28 April 2010
In the age of infotainment, a field in which CNN can take credit as being pioneers, I suppose this tripe is what passes for news. Forget any deep analysis of actual problems in the world, like Greece's financial collapse or Arizona's draconian unconstitutional immigration law -- too complicated and not nearly sexy enough to spend time on.
In a literate society, CNN and Fox and every other cable news channel should essentially be the equivalent of supermarket tabloids, ridiculed for their emphasis on celebrity scandal and death and not seen as trusted news sources. As for anyone who points out that the Nat'l Enquirer first broke the story of John Edwards' affair...well, who gives a shit? They first broke Gary Hart's affair etc....they excel in scandal. That's what they do. That's all they do. It'd be like lauding Rolling Stone or Pitchfork for being the first to report on a band's latest release.
Christ, the waning days of empire are tough.
22 April 2010
To put it another way, the fact that your doctor can't properly detect your lung infection using his or he stethoscope doesn't call into question the very utility of the stethoscope.
Derrida is quite clear on this point (and in several places, but this particular quote is from Of Grammatology) as he discusses "a signifying structure that critical reading should produce" :
To recognize and respect all its classical exigencies is not easy and requires all the instruments of traditional criticism. Without this recognition and this respect, critical production would risk developing in any direction at all and authorize itself to say almost anything. But this indispensable guardrail has always only protected, it has never opened, a reading .This excerpt comes as part of Derrida's larger argument that "there is nothing outside the text," which poor readers take to mean that anything goes (this interpretation is by far the most popular among critics who are either too stupid or too lazy to read poststructuralist theory in general and Derrida in particular with any sort of coherence), although Derrida is actually talking about the critical duty to respect the integrity of the text. You can also get to this idea, although in a different way, through the essay "Violence and Metaphysics" contained in the collection Writing and Difference. Both explorations are deeply concerned with the impossible yet necessary approach to what Gottschall calls "objectivity."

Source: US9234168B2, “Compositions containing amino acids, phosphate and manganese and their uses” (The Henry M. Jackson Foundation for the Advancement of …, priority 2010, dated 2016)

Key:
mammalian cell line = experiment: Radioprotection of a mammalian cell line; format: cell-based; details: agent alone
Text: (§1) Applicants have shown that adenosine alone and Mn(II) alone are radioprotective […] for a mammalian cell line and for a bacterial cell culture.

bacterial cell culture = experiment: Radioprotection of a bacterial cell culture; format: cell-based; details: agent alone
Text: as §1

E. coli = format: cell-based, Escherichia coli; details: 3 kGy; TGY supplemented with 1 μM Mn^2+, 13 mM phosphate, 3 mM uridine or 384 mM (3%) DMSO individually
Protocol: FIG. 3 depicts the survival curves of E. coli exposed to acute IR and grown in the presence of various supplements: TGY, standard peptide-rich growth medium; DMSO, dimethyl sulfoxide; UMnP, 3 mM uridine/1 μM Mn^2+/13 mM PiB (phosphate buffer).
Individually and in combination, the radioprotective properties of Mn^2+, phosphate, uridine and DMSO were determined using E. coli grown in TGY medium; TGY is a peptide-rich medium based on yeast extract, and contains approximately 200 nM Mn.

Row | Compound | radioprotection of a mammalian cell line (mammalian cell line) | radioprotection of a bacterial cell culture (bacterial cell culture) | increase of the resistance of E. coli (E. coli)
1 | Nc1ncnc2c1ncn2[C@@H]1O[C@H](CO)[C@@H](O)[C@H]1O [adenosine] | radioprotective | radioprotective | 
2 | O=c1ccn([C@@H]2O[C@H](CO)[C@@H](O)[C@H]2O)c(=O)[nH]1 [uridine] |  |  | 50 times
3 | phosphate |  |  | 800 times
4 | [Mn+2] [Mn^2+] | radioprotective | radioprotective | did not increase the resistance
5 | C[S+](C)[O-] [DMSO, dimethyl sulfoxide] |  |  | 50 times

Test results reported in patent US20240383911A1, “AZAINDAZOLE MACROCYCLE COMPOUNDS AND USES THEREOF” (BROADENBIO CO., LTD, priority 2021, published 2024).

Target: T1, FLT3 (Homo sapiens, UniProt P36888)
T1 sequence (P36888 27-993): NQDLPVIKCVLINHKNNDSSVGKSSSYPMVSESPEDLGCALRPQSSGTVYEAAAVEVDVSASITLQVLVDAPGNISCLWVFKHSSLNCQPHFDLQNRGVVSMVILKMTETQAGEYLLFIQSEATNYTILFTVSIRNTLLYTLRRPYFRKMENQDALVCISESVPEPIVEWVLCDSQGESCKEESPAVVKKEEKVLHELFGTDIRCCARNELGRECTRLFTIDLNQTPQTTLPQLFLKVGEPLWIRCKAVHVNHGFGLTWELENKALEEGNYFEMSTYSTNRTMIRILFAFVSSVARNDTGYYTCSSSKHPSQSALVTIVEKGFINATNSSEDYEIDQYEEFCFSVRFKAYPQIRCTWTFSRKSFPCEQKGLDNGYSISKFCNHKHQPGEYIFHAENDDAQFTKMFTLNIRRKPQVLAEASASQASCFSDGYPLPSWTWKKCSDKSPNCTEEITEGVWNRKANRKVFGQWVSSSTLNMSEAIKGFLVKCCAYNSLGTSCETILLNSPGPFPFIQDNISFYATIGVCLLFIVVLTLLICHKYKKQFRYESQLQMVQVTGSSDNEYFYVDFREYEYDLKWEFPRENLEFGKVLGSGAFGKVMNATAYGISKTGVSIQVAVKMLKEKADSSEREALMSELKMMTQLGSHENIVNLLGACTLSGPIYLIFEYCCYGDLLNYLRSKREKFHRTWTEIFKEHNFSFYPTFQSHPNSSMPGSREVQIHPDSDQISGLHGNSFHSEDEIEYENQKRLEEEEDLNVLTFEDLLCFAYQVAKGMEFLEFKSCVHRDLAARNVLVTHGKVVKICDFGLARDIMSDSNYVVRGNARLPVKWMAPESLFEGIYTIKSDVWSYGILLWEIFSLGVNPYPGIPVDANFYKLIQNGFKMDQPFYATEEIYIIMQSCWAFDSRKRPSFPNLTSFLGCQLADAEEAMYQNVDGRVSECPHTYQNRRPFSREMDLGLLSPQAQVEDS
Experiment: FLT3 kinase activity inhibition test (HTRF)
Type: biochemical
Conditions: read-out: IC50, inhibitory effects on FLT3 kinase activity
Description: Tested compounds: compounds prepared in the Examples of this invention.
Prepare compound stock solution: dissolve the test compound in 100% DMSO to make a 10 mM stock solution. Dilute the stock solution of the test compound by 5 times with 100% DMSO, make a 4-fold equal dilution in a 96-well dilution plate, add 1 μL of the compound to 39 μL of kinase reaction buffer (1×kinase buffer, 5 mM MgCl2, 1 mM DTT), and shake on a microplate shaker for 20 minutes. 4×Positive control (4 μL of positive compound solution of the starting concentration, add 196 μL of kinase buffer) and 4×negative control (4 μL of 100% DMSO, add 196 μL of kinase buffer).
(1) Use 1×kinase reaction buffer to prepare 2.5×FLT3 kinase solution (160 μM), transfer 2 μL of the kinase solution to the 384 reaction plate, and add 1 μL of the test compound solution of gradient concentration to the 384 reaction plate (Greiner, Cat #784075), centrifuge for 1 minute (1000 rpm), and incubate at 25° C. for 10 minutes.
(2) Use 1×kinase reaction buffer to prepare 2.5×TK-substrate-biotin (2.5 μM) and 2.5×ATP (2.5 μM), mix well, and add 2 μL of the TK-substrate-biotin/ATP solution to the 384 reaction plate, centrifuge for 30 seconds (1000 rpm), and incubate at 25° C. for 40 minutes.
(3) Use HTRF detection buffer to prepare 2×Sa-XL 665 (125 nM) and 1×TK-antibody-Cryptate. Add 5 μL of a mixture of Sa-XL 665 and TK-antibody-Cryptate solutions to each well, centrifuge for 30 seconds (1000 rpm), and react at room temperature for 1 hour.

Whether Gottschall is correct or not in dismissing without addressing poststructuralist theories, it is clear he has a marketable interpretation of literature (but I suppose to talk about the literary marketplace would mean employing one of the interpretive frames he trashes without explanation, Marxism), because it is attracting funding. The New York Times reported recently on Gottschall et al's ideas as "The Next Big Thing" in literary studies. Another like-minded critic, Lisa Zunshine, is part of a research team that will be conducting literary research via MRI -- a very cool but also very expensive idea:
Ms. Zunshine is part of a research team composed of literary scholars and cognitive psychologists who are using snapshots of the brain at work to explore the mechanics of reading. The project, funded by the Teagle Foundation and hosted by the Haskins Laboratory in New Haven, is aimed at improving college-level reading skills.
“We begin by assuming that there is a difference between the kind of reading that people do when they read Marcel Proust or Henry James and a newspaper, that there is a value added cognitively when we read complex literary texts,” said Michael Holquist, professor emeritus of comparative literature at Yale, who is leading the project.